Almost nobody remembers the Moqebleh refugee camp tucked away in a remote corner of Iraqi Kurdistan. But the experience of its Kurdish residents is worth remembering—and quite relevant to the current uprising in Syria.
In 2004 a mini-rebellion by Syrian Kurds led to a vicious government crackdown. The government claimed to be stopping a separatist uprising funded by outside powers.
In a foretelling of 2011 events, thousands of Kurds fled the country. Some ended up in the Moqebleh camp. To this day they all remain staunch opponents of the government of Bashar al Assad.
Kurds make up about 8 percent of Syria’s 22.5 million people. They live in the strategically important region bordering Turkey and Iraq. The Kurdish area also contains most of the country’s limited oil supplies. So the battle to control Kurdistan is important to Syria’s future.
Kurds have long faced government discrimination. Until this year some 300,000 were denied Syrian citizenship. Schools are forbidden to teach Kurdish, and Kurdish businesses had to adopt Arabic names. Under pressure from the current uprising, President Assad restored citizenship to many of the affected Kurds and promised further reforms.
The Kurds have a history of strong opposition to the government. They demand democracy for all Syrians, but also recognition of their rights to speak their language in schools and a host of related issues. All the Syrian Kurdish parties reject separatism.
In 2004, fights broke out at a soccer game in Qamishli, a mostly Kurdish city in northern Syria. Kurds accused the government of using brute force against Kurds but not against riotous Arabs. After several days of demonstrators burning government buildings and a brutal army crackdown, at least 30 protesters were dead and 100 wounded.
In those years Salahadin Balo was an activist in Azadi, the Freedom Party, a banned organization fighting for Kurdish rights. He was arrested and tortured by the government.
His daughter Barkhodan tells me, “After he got out of prison, he came home and took off his shirt and showed his wounds. ‘I want you never to forget the Syrian government’s deeds,’ he told the family.”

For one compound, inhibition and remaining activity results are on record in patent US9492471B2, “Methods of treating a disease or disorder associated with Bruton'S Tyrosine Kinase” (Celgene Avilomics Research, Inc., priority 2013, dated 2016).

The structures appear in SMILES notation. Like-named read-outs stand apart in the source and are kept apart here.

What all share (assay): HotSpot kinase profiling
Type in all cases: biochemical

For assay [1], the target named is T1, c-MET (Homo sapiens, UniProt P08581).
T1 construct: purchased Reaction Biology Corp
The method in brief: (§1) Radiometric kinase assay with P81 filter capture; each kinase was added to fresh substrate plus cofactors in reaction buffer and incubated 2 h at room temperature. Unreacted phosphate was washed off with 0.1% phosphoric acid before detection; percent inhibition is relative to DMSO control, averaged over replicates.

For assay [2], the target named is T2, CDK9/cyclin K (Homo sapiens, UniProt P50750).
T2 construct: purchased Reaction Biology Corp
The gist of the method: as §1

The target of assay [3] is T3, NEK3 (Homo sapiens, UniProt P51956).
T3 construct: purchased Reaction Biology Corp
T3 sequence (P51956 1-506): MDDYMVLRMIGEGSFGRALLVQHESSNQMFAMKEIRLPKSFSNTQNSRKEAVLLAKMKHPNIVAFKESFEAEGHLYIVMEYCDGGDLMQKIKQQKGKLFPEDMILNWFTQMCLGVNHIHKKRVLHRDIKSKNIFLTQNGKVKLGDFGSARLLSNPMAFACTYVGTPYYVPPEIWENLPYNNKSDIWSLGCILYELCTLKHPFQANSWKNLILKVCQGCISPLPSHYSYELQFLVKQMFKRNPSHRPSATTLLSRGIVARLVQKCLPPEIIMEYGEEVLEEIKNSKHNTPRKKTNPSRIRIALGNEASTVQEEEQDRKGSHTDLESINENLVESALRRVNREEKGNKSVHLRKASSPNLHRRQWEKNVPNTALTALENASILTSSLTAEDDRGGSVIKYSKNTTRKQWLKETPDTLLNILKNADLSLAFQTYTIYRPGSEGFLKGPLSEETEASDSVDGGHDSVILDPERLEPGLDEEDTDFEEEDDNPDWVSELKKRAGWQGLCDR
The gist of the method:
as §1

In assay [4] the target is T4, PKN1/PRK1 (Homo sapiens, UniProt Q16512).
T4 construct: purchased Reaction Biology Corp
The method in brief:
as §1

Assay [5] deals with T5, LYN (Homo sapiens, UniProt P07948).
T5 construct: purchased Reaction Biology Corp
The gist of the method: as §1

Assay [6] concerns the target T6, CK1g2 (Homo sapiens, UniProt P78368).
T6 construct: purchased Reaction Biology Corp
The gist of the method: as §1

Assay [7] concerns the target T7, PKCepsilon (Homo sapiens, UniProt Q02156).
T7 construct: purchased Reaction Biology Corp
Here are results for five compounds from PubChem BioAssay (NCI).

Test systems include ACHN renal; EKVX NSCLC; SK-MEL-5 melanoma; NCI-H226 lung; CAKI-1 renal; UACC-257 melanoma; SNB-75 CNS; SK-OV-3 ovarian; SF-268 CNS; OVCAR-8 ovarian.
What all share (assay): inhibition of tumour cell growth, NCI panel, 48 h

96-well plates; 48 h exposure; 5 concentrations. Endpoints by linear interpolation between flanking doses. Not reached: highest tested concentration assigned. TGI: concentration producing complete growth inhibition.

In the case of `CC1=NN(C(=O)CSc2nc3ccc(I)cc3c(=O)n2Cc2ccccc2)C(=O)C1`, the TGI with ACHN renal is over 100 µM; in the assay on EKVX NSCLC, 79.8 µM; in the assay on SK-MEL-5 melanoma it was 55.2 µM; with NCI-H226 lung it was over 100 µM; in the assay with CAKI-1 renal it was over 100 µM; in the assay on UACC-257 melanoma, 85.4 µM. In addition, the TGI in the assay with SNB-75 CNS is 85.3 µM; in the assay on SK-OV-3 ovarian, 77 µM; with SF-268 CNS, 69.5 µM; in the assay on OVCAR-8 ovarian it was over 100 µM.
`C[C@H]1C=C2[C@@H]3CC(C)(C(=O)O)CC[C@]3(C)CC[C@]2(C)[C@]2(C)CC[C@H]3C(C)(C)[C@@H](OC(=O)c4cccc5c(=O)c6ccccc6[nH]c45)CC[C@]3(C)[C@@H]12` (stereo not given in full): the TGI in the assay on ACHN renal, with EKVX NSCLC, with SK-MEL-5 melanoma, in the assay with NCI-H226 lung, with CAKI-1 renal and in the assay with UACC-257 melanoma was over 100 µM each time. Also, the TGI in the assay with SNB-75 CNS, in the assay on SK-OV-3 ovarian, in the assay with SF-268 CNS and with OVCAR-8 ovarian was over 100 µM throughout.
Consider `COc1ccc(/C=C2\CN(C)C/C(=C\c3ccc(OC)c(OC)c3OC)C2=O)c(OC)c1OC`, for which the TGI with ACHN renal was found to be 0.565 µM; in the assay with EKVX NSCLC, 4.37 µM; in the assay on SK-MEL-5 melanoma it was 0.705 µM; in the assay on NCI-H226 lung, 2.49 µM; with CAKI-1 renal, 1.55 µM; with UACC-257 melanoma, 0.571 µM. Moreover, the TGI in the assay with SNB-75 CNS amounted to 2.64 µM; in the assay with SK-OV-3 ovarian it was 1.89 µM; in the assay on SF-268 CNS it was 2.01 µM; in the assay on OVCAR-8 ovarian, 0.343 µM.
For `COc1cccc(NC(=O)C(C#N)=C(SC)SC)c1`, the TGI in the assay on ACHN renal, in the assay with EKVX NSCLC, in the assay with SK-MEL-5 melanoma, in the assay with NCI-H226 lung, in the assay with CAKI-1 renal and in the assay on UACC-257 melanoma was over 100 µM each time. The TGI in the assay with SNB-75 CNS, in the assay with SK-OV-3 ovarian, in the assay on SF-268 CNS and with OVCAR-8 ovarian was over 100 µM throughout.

The repression of 2004, like that of today, only intensified the anti-government sentiment. “I was only 13. Like any Kurdish girl, I joined the Kurds in the demonstrations. In our country, when children are 6 or 7, they learn about our society,” Barkhodan says.
Along with thousands of others, the Balo family later crossed the border into the neighboring Kurdish region of Iraq and became refugees. Iraqi Kurdish leaders set up the Moqebleh refugee camp near the city of Dohuk. It was housed in an old castle that had later served as an army barracks. Today over 300 people live in the citadel and surrounding area.
Conditions are basic, but people survive. Many refugees sleep in cement block homes covered with plastic tarpaulins. Latrines and showers are in separate buildings down the street. Local authorities and the UN High Commission on Refugees (UNHCR) provide electricity, water trucks and food rations.
Most importantly, refugees can leave the camp to work. As refugees they can’t get government jobs, but they do work in the private sector, often as construction laborers or drivers.
Iraq’s Kurdish Regional Government placed all refugees who arrived before 2005 in housing in a second “camp.” It’s actually a new development with dozens of small, concrete block houses provided free to the refugees.
Camp residents still look forward to returning home. Many of them support the current, seven-month uprising against the Syrian government.
“If I were asked to return to overthrow the government, I would,” says Barkhodan Belo, now 20. “We need guarantees that we will get our rights.”
The Moqebleh camp is a reminder that whatever happens with the current uprising, Syrians won’t soon forget government repression.